After the lifting in 2003–04 of international sanctions, which had lasted more than 10 years, Libya decided to undertake structural reforms and accelerate its transition to a market economy. While the authorities have recently made progress in liberalizing the economy, it remains largely state-controlled and nondiversified. Three-fourths of employment is still in the public sector, private investment is minuscule (2 percent of GDP), and the oil sector is dominant.
Libya’s macroeconomic performance in 2005 was relatively strong, according to the IMF’s annual economic review. Growth was about 3½ percent, inflation was low, the fiscal and external current accounts registered large surpluses, and international reserves increased. Unlike in previous years, the non-oil economy was the primary driver of growth, mainly as a result of increased government spending. Activity grew 7 percent in trade, hotels, and transportation, and 5 percent in construction and services.
|(annual percent change, unless otherwise noted)|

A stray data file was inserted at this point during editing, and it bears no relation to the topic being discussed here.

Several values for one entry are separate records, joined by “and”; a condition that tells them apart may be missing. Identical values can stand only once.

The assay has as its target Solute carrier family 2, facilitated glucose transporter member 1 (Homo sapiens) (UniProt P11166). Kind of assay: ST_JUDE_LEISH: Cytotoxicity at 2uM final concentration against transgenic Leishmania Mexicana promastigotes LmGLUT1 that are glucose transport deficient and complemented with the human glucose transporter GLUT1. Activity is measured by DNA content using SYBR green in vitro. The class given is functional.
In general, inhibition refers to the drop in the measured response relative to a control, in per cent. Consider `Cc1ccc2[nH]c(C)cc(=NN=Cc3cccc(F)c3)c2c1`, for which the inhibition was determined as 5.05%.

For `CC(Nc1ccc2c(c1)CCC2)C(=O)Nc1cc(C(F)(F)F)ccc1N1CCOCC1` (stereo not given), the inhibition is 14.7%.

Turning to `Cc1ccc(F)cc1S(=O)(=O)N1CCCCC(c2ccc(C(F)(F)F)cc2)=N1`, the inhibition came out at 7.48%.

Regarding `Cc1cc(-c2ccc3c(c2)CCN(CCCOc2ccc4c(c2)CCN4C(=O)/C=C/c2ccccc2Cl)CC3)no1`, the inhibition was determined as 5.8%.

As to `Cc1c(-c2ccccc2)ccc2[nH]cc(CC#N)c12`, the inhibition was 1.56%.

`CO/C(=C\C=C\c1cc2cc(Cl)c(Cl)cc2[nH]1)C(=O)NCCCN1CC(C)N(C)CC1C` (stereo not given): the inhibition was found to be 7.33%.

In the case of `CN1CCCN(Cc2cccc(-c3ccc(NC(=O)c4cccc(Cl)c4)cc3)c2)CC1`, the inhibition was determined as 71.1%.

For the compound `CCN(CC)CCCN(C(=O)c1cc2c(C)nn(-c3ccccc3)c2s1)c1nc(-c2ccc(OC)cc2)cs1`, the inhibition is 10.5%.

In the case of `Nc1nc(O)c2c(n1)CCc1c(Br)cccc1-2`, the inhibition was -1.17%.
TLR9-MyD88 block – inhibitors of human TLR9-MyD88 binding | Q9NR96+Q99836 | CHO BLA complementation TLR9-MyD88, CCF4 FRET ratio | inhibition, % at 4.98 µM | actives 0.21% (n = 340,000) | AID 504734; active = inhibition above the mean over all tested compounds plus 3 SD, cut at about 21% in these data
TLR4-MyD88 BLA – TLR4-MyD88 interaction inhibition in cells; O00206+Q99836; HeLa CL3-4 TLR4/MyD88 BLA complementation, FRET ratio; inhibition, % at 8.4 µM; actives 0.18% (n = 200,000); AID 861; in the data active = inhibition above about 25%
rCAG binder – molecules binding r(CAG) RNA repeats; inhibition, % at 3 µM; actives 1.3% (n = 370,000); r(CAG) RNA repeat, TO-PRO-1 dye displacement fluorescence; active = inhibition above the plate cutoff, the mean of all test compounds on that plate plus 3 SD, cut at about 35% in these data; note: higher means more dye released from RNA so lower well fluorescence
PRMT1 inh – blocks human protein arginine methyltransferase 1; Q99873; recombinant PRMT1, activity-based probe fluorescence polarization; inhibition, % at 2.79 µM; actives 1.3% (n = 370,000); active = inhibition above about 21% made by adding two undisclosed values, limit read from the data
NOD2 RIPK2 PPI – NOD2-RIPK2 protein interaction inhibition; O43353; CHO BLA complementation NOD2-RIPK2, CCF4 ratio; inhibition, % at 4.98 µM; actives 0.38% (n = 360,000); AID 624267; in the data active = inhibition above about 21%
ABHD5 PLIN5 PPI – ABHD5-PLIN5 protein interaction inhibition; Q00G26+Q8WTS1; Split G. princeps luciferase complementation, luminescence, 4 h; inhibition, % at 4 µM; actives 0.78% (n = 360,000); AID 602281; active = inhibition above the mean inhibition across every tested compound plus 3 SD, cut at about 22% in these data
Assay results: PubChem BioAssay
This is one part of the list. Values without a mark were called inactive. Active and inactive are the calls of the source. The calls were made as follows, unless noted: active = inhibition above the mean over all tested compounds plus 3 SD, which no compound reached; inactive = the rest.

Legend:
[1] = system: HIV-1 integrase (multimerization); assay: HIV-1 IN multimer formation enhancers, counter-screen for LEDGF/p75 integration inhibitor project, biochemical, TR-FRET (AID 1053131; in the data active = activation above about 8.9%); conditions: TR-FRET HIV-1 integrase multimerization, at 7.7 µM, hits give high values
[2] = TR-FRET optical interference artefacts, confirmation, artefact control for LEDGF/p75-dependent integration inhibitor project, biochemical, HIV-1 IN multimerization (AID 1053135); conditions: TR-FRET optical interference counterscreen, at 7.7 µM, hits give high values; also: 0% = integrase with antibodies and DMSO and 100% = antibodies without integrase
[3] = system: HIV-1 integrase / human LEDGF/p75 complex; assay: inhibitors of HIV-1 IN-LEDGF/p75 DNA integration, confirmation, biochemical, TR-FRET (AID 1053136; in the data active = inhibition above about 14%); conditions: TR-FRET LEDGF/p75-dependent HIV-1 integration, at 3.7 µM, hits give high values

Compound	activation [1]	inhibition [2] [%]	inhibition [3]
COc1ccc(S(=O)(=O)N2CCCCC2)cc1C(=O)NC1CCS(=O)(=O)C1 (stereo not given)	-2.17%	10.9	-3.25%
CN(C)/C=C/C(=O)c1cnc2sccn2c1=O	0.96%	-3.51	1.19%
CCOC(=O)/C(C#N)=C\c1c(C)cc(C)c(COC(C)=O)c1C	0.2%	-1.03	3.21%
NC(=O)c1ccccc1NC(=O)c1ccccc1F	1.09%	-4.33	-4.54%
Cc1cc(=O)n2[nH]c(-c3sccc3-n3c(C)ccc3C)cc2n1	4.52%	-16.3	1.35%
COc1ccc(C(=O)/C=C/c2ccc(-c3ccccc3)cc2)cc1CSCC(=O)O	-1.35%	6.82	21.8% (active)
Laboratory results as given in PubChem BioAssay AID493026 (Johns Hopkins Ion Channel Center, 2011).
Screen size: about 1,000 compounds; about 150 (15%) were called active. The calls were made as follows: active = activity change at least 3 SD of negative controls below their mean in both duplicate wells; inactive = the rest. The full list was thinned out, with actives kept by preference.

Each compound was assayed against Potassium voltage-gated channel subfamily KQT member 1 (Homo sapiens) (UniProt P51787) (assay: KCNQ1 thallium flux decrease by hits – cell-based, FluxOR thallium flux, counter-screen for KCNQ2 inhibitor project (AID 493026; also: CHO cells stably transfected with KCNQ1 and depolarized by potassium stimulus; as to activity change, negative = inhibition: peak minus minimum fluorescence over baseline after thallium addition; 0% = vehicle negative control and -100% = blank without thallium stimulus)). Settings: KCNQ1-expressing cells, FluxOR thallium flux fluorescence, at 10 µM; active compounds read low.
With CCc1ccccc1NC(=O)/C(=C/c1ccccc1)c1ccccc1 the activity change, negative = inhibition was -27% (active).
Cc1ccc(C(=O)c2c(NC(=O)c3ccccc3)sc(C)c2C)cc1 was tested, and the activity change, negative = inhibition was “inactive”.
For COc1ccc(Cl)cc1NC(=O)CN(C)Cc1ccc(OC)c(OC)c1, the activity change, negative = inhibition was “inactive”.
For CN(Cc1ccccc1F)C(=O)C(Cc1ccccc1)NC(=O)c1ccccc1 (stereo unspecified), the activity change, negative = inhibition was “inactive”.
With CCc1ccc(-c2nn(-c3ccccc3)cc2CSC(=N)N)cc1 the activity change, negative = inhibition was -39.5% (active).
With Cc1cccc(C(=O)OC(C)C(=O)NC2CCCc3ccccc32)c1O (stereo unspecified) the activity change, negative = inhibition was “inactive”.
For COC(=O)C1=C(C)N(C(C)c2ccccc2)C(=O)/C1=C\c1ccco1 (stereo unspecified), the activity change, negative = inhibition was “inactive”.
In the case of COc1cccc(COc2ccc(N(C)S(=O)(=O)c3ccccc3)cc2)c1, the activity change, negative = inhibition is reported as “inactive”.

|Real nonhydrocarbon GDP||4.7||2.2||4.1||4.6|
|Overall fiscal balance (percent of GDP)||5.2||14.2||17.5||32.6|
|Gross international reserves (billion dollars)||15.0||19.5||25.6||39.3|
In 2005, the authorities continued to reform and open up the economy. In particular, they streamlined the tariff schedule; partially liberalized interest rates; and passed laws to reinforce the central bank’s independence, allow foreign banks to operate in Libya, and fight money laundering. They also broadened the privatization program and the scope for foreign investments to include downstream activities in the oil, health care, transportation, and insurance sectors; and launched the privatization of a major public bank.
The IMF Executive Board welcomed Libya’s strong macroeconomic performance. It commended recent structural reforms and stressed the importance of accelerating the transition to a market economy. Noting the lack of a comprehensive medium-term plan, the Directors urged the authorities to take advantage of Libya’s comfortable financial situation to pursue their reform agenda, using as a blueprint the medium-term strategy prepared by IMF staff at the authorities’ request. They stressed that successful implementation of reforms would depend on careful prioritization and sequencing and effective coordination among government institutions. The Directors underscored that economic diversification would require a sustained effort, including, in particular, enhancements to the government’s privatization strategy and improved conditions for foreign investment.